Oct 29, 2013

[Books] Star Wars: X-Wing - Mercy Kill

The one book series that really got me into the Star Wars Expanded Universe were the Star Wars: X-Wing novels, started by Michael A. Stackpole. I had been a big fan of Stackpole's work on the Battletech series and so I was eager to see how he'd handle things in the Star Wars universe.

Interestingly enough, the Star Wars: X-Wing series was eventually endorsed to a second author, Aaron Allston, who introduced the commando team Wraith Squadron, to act as a sort of complimentary force to Rogue Squadron (who were the initial focus of the series). While the Rogues were some of the best pilots around, the Wraiths had a more diverse skill set outside of their ships. Their missions were less than noble at times and they were a group more suited to espionage and even black ops work. It was a most interesting turn for the series and added a nice new flavor to the Star Wars universe.

It was quite a surprise to me when Mercy Kill was announced given the last X-Wing novel, Starfighters of Adumar, had been released all the way back in 1999. Apart from a few of the Wraiths appearing among the New Jedi Order novels covering the Yuuzhan Vong invasion, we had really seen very little of them. So it was pretty nice to have them featured in their own novel once again.

Synopsis: Mercy Kill is the tenth novel in the Star Wars: X-Wing series of novels. It was written by Aaron Allston and is set around the same time of the events of Star Wars: Apocalypse, the last novel in the Fate of the Jedi series (which I have yet to read, I must admit).

Our more or less central character in this book is Voort "Piggy" saBinring, the Gamorrean founding member of Wraith Squadron. We periodically flashback to Piggy's life back at the peak of the squadron together with the likes of Face Loran, Ellasar Targon, Kell Tainer, and Run Ekwesh to name a few. The flashbacks slowly make their way forward to the present and we find out what had happened to him when Wraith Squadron went underground, so to speak.

In the present, Voort is now retired from military service and now works as a mathematics professor when he is approached by Face again. He's putting Wraith Squadron back together in order to prove that Galactic Alliance General Stavin Thaal is part of the Lecersen Conspiracy. Face immediately has Voort join new Wraiths Myri Antilles and Trey Courser on Coruscant for a mission that is already in-progress. From there he meets the rest of the Wraiths as led by Bhindi Drayson. However their ranks also include Scut, who is actually a Yuuzhan Vong Shamed One.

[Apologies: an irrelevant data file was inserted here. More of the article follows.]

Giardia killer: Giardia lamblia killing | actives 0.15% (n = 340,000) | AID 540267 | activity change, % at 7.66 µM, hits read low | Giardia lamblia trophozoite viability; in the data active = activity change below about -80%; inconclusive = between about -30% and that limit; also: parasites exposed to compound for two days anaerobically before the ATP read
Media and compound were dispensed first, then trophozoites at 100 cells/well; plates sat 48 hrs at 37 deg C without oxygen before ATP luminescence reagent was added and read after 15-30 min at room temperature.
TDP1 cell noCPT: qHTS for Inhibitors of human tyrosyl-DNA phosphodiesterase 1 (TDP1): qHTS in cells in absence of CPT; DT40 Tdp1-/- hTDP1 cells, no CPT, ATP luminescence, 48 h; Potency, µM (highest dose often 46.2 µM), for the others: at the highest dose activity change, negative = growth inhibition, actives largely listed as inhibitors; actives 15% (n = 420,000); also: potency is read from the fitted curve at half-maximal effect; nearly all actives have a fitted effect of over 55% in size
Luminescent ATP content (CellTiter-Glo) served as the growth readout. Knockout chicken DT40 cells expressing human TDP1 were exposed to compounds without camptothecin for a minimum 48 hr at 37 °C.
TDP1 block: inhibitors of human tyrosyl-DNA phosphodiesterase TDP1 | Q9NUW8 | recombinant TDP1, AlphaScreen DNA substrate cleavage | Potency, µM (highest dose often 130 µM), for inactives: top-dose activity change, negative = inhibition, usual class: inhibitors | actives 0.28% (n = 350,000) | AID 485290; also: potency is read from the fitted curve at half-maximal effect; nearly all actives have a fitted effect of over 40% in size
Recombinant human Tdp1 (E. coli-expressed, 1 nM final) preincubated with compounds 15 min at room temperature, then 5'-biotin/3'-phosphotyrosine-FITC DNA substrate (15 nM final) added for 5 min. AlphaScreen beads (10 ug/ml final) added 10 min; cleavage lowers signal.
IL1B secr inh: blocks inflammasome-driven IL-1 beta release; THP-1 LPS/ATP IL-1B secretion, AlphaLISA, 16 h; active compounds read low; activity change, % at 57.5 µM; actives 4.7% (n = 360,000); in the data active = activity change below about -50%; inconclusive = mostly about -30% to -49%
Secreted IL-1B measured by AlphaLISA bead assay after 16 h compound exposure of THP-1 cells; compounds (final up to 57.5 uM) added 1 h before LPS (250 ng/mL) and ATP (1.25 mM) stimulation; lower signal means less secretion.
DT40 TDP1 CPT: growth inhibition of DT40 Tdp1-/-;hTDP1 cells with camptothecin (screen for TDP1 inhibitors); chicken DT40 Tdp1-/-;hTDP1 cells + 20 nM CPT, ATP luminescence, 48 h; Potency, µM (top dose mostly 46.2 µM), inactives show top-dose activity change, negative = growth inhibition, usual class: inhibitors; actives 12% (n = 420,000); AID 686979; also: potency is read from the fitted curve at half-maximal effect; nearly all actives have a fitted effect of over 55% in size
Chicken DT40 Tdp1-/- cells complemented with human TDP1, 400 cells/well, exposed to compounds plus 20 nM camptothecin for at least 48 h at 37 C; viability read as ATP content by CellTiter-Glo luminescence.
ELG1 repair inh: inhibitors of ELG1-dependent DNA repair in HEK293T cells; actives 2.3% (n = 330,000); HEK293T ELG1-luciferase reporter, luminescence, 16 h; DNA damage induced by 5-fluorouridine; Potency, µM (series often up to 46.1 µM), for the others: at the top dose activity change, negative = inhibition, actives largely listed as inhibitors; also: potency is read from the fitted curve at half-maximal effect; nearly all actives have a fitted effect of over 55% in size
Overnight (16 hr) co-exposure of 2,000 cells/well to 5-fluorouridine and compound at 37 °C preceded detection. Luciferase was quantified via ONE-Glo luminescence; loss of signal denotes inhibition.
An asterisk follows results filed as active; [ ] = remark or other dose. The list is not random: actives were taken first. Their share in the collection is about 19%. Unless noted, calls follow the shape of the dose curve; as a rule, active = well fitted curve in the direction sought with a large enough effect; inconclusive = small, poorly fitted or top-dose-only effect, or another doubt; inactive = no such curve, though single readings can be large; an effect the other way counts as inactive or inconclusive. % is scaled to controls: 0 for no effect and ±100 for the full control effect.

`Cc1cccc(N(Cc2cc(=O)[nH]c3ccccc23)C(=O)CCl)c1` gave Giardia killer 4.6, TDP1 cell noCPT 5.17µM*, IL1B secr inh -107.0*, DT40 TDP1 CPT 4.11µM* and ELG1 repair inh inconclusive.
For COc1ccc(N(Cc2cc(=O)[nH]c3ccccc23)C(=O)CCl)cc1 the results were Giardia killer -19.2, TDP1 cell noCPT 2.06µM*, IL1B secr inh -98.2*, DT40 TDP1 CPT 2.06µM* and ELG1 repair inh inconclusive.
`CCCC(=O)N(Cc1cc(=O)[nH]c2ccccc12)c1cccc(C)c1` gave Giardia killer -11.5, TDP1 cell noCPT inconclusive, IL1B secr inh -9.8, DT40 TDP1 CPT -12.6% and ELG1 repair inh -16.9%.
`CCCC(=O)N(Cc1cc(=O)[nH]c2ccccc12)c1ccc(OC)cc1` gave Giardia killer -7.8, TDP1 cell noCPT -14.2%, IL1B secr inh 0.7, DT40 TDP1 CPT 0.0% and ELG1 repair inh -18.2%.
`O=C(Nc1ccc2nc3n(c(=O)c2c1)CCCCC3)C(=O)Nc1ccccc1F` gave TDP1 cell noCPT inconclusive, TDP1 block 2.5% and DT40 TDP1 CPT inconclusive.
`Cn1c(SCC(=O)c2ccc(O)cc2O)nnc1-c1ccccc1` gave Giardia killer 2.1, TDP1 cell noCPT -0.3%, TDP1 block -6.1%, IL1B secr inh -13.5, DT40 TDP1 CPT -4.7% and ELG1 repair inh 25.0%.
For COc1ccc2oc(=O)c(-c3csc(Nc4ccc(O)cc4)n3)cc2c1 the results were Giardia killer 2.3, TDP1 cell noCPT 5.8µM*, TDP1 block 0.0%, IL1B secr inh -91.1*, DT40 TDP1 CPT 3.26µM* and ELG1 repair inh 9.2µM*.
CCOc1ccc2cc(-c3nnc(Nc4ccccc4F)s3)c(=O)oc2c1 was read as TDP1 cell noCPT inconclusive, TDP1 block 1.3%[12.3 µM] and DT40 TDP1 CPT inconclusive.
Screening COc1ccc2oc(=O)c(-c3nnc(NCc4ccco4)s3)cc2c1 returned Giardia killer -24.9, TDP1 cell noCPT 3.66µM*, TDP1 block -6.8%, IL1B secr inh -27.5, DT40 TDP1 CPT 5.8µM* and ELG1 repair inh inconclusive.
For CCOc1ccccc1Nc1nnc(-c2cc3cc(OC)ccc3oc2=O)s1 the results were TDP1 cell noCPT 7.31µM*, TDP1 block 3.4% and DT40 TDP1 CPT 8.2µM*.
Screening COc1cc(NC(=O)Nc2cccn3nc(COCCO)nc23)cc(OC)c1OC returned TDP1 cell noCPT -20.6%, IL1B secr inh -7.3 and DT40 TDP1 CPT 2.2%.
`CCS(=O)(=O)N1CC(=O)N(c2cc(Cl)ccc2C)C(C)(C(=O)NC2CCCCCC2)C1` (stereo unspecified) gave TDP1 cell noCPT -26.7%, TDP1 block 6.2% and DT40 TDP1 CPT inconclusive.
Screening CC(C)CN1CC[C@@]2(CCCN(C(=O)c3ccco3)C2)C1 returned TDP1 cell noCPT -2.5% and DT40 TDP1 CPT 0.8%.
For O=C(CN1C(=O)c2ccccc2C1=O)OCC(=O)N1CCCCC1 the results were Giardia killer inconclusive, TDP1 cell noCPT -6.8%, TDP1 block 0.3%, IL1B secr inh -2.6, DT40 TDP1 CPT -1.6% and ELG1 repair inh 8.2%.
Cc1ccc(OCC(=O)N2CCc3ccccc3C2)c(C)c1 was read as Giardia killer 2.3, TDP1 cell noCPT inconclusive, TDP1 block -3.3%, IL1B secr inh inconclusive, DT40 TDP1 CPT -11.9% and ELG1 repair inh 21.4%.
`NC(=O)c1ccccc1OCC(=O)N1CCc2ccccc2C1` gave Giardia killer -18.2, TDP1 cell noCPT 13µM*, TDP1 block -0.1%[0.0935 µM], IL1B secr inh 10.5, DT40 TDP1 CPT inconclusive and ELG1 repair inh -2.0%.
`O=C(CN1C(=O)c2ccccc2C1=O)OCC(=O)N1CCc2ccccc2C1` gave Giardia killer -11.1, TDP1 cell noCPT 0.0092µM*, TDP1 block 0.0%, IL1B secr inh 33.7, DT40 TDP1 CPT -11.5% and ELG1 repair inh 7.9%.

The initial missions that the new Wraiths go on are delightfully intricate capers. But in typical Wraith fashion, there's little to know information about what the missions are initially for and the group relies on classic cell methodology to keep all information on an absolutely need-to-know basis. And the most mysterious agenda may involve that of Face Loran himself, who continues to operate independently of the Wraiths.

I was somewhat surprised by the choice of using Voort as a focus for the story, but in the long run I suppose it made sense. Instead of just taking a more "command" view of things and following the missions, this book made us follow Voort's personal journey of sorts through all this given all that he had seen with the Wraiths of past and present. In the same way that this book potentially marks a new chapter for Wraith Squadron in Star Wars fiction, Voort becomes the actual personification of the transition between old and new. And while the metaphor was a bit heavy-handed at times, it still made sense.

I feel that Allston's feel for caper-crafting as I like to call it has gotten a lot better. Instead of straight-forward commando missions, we had the Wraiths being really creative in this book as they constantly adapted plans to enemy movements or came up with entirely new ones from scratch to take advantage of limited windows of opportunity. And you could say that has always been part of Wraith Squadron's mandate, this book made sure to execute or describe such actions in a much more fluid manner. And Allston deserves credit for that, certainly.

Mercy Kill was a nicely new experience for Wraith Squadron fans and yet also quite familiar at the same time. I enjoyed it a lot and I hope we see more X-Wing novels in the future, despite the shake-up in Lucasfilm ownership. Thus the book rates a fun 4.5 embarrassing roles that the Wraiths make Voort portray out of a possible 5.

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